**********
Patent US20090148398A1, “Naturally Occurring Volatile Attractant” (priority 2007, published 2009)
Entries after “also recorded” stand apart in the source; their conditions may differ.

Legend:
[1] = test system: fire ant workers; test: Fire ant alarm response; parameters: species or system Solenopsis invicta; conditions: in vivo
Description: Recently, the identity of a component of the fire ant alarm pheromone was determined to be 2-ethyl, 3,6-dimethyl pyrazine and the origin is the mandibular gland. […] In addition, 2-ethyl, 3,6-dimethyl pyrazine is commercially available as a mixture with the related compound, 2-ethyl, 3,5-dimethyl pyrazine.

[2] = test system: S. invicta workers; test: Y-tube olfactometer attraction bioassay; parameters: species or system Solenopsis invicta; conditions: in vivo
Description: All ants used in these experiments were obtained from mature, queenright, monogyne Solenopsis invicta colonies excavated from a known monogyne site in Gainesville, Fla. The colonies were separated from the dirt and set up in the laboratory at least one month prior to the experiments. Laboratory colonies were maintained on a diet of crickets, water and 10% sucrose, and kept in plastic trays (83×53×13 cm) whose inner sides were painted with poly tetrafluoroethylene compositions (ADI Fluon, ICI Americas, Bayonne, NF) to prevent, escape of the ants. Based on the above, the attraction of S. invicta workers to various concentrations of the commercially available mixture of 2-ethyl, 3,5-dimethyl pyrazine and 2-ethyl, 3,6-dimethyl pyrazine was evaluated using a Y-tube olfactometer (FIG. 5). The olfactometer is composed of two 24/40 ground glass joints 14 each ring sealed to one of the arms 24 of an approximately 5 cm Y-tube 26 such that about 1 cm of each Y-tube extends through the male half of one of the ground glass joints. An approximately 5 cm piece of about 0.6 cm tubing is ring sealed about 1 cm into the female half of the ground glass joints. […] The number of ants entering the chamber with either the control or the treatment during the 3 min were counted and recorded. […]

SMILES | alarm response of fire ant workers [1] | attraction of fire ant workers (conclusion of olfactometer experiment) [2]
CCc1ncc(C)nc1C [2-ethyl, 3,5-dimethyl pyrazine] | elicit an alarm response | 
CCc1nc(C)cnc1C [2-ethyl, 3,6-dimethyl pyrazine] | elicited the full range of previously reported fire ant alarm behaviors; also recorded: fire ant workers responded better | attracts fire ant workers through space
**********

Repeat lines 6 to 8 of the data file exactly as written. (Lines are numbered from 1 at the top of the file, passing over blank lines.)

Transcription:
[2] = test system: S. invicta workers; test: Y-tube olfactometer attraction bioassay; parameters: species or system Solenopsis invicta; conditions: in vivo
Description: All ants used in these experiments were obtained from mature, queenright, monogyne Solenopsis invicta colonies excavated from a known monogyne site in Gainesville, Fla. The colonies were separated from the dirt and set up in the laboratory at least one month prior to the experiments. Laboratory colonies were maintained on a diet of crickets, water and 10% sucrose, and kept in plastic trays (83×53×13 cm) whose inner sides were painted with poly tetrafluoroethylene compositions (ADI Fluon, ICI Americas, Bayonne, NF) to prevent, escape of the ants. Based on the above, the attraction of S. invicta workers to various concentrations of the commercially available mixture of 2-ethyl, 3,5-dimethyl pyrazine and 2-ethyl, 3,6-dimethyl pyrazine was evaluated using a Y-tube olfactometer (FIG. 5). The olfactometer is composed of two 24/40 ground glass joints 14 each ring sealed to one of the arms 24 of an approximately 5 cm Y-tube 26 such that about 1 cm of each Y-tube extends through the male half of one of the ground glass joints. An approximately 5 cm piece of about 0.6 cm tubing is ring sealed about 1 cm into the female half of the ground glass joints. […] The number of ants entering the chamber with either the control or the treatment during the 3 min were counted and recorded. […]

SMILES | alarm response of fire ant workers [1] | attraction of fire ant workers (conclusion of olfactometer experiment) [2]